Bringing together diverse theoretical and empirical contributions from the fields of social and cognitive psychology, philosophy and science education, this volume explores representational pluralism as a phenomenon characteristic of human cognition.

Building on these disciplines’ shared interest in understanding human thought, perception and conceptual change, the volume illustrates how representational plurality can be conducive to research and practice in varied fields. Particular care is taken to emphasize points of convergence and the value of sharing discourses, models, justifications and theories of pluralism across disciplines. The editors give ample space for philosophers, cognitive scientists and educators to explicate the history and current status of representational pluralism in their own disciplines.

Using multiple forms of research from the relational perspective, this volume will be of interest to students, scholars and researchers with an interest in cognitive psychology, as well as educational psychology and philosophy of science.

section Section 1|59 pages


chapter 1|28 pages

Introduction to representational pluralism

ByMichel Bélanger, Patrice Potvin, Steven Horst, Eduardo F. Mortimer, Andrew Shtulman

chapter 2|29 pages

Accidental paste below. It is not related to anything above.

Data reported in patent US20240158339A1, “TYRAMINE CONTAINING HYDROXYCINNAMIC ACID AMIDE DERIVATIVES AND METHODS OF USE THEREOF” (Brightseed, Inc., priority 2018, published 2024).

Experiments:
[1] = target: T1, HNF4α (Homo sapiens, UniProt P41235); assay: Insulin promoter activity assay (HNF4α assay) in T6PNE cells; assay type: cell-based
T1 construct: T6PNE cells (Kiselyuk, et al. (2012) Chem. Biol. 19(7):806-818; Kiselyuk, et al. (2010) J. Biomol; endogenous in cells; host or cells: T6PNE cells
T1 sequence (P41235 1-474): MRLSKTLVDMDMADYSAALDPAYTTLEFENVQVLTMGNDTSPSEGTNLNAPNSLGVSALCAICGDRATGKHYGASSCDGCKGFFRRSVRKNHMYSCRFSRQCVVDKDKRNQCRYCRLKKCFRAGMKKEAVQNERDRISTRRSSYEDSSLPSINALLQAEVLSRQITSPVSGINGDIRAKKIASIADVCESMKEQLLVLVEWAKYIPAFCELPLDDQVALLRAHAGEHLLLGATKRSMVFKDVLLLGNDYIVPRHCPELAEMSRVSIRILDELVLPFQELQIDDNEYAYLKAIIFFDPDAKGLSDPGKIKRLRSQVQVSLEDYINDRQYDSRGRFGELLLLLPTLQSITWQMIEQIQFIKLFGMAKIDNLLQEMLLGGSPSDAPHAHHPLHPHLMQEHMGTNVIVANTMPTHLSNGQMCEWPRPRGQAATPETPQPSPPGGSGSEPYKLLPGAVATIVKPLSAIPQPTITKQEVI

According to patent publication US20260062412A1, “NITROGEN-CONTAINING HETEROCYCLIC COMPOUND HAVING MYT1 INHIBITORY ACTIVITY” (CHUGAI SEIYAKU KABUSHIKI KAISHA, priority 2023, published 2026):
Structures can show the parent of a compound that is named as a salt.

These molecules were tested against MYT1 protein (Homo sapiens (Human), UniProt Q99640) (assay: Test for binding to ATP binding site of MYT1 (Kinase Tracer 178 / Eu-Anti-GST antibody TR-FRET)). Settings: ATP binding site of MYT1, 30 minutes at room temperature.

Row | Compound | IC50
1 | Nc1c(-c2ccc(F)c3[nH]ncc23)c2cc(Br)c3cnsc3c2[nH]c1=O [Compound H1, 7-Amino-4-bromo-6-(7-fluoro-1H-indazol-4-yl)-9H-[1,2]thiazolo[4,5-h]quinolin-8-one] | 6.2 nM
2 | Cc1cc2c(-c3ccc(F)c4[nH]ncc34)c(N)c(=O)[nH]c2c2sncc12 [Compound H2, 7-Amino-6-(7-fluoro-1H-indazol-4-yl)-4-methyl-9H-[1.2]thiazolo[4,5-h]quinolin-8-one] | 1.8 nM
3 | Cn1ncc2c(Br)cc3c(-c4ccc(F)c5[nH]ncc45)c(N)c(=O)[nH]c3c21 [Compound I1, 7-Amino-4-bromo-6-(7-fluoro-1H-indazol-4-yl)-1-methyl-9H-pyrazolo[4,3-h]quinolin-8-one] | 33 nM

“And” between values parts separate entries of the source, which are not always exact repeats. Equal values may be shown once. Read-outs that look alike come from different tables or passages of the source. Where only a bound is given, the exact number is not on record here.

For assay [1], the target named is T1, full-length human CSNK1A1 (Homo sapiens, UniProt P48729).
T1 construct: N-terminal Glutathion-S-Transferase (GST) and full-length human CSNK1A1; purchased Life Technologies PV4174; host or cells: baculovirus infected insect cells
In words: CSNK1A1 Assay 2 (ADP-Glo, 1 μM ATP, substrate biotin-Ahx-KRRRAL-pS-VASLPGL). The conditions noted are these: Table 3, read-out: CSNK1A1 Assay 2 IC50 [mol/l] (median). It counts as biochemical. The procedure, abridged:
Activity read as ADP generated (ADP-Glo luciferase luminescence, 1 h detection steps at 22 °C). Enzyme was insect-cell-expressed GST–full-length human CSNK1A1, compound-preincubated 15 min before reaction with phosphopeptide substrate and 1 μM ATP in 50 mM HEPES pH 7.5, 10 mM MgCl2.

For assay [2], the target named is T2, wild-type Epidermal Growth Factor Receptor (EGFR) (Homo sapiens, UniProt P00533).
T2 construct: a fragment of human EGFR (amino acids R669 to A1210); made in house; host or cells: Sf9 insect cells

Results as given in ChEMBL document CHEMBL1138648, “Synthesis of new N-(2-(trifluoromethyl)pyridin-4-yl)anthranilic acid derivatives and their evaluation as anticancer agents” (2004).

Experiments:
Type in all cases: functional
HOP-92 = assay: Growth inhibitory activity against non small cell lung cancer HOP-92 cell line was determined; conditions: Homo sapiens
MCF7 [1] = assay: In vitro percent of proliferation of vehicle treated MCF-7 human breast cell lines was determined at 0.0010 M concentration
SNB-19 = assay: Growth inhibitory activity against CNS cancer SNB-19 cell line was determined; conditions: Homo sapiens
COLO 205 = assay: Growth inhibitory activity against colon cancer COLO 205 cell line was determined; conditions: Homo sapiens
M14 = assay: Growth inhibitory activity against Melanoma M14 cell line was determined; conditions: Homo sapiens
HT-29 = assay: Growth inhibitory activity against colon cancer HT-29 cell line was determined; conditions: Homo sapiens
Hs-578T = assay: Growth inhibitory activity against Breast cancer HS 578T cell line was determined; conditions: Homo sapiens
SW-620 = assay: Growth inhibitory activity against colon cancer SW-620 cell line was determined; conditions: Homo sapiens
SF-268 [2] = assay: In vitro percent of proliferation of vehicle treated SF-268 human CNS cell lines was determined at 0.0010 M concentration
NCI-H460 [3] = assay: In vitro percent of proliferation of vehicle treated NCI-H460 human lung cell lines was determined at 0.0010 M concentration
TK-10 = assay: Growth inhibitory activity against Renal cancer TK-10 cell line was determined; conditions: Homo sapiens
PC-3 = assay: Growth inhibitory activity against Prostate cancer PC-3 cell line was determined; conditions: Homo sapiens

Bridging pluralisms

ByMichel Bélanger, Patrice Potvin

section Section 2|80 pages


chapter 3|18 pages

Satisfying epistemic and existential needs

Representational pluralism across scientific domains
ByJesse D. Peregrino, Cristine H. Legare

chapter 4|23 pages

Computational modeling of representational pluralism in explanations

ByScott Friedman, Micah Goldwater

chapter 5|18 pages

Representational pluralism in the service of learning

The case of thought experiments
ByIgor Bascandziev

chapter 6|19 pages

Navigating the conflict between science and intuition

ByAndrew Shtulman

section Section 3|80 pages

Science education

chapter 7|20 pages

From conceptual change to conceptual prevalence

What the acknowledgment of representational plurality could mean for science teaching
ByPatrice Potvin

chapter 8|18 pages

Examining evidence for the effects and antecedents of plurality in revising science misconceptions

ByGregory J. Trevors, Veronica Fleury, Panayiota Kendeou

chapter 9|20 pages

Heterogeneity and pluralism in science education from the perspective of conceptual profiles

ByCharbel N. El-Hani, Edenia Maria Ribeiro do Amaral, Eduardo F. Mortimer

chapter 10|20 pages

Unity in plurality

The emergence of pluralist expertise
ByMichel Bélanger

section Section 4|81 pages

Philosophy of science

chapter 11|9 pages

More than one right answer

An introduction to the varieties of pluralism1
ByStephen H. Kellert

chapter 12|18 pages

Rise and (impending) fall of physics fundamentalism

ByPaul Teller

chapter 13|20 pages

Dissipation, integration and practical pluralism

The case of cognitive science
ByRick Dale, Pablo Andrés Contreras Kallens

chapter 14|14 pages

Representational pluralism, realism and the prospects of integration

ByStéphanie Ruphy

chapter 15|18 pages

Why pluralism?

BySteven Horst